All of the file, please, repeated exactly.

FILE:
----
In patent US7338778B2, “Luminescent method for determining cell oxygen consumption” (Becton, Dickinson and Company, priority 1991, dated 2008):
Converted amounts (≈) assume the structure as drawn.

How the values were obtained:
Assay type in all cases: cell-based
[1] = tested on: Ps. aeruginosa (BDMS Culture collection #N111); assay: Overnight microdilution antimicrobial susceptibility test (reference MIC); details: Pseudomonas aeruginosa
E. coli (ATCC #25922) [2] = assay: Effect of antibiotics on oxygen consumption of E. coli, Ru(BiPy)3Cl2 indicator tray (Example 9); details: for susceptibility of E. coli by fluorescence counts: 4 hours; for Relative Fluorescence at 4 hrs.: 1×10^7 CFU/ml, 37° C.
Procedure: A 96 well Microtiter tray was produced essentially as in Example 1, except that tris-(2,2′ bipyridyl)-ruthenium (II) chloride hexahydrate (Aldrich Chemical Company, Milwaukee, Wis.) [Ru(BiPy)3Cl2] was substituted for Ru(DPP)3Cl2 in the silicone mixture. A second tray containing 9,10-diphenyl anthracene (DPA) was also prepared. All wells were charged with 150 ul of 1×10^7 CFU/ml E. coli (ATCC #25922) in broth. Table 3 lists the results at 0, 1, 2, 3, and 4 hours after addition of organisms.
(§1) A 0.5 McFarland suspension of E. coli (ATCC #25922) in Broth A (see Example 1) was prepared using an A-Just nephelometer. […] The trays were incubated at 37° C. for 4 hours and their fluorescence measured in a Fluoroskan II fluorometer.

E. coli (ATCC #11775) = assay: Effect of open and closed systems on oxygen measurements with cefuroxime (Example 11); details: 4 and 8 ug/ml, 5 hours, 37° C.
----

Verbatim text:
In patent US7338778B2, “Luminescent method for determining cell oxygen consumption” (Becton, Dickinson and Company, priority 1991, dated 2008):
Converted amounts (≈) assume the structure as drawn.

How the values were obtained:
Assay type in all cases: cell-based
[1] = tested on: Ps. aeruginosa (BDMS Culture collection #N111); assay: Overnight microdilution antimicrobial susceptibility test (reference MIC); details: Pseudomonas aeruginosa
E. coli (ATCC #25922) [2] = assay: Effect of antibiotics on oxygen consumption of E. coli, Ru(BiPy)3Cl2 indicator tray (Example 9); details: for susceptibility of E. coli by fluorescence counts: 4 hours; for Relative Fluorescence at 4 hrs.: 1×10^7 CFU/ml, 37° C.
Procedure: A 96 well Microtiter tray was produced essentially as in Example 1, except that tris-(2,2′ bipyridyl)-ruthenium (II) chloride hexahydrate (Aldrich Chemical Company, Milwaukee, Wis.) [Ru(BiPy)3Cl2] was substituted for Ru(DPP)3Cl2 in the silicone mixture. A second tray containing 9,10-diphenyl anthracene (DPA) was also prepared. All wells were charged with 150 ul of 1×10^7 CFU/ml E. coli (ATCC #25922) in broth. Table 3 lists the results at 0, 1, 2, 3, and 4 hours after addition of organisms.
(§1) A 0.5 McFarland suspension of E. coli (ATCC #25922) in Broth A (see Example 1) was prepared using an A-Just nephelometer. […] The trays were incubated at 37° C. for 4 hours and their fluorescence measured in a Fluoroskan II fluorometer.

E. coli (ATCC #11775) = assay: Effect of open and closed systems on oxygen measurements with cefuroxime (Example 11); details: 4 and 8 ug/ml, 5 hours, 37° C.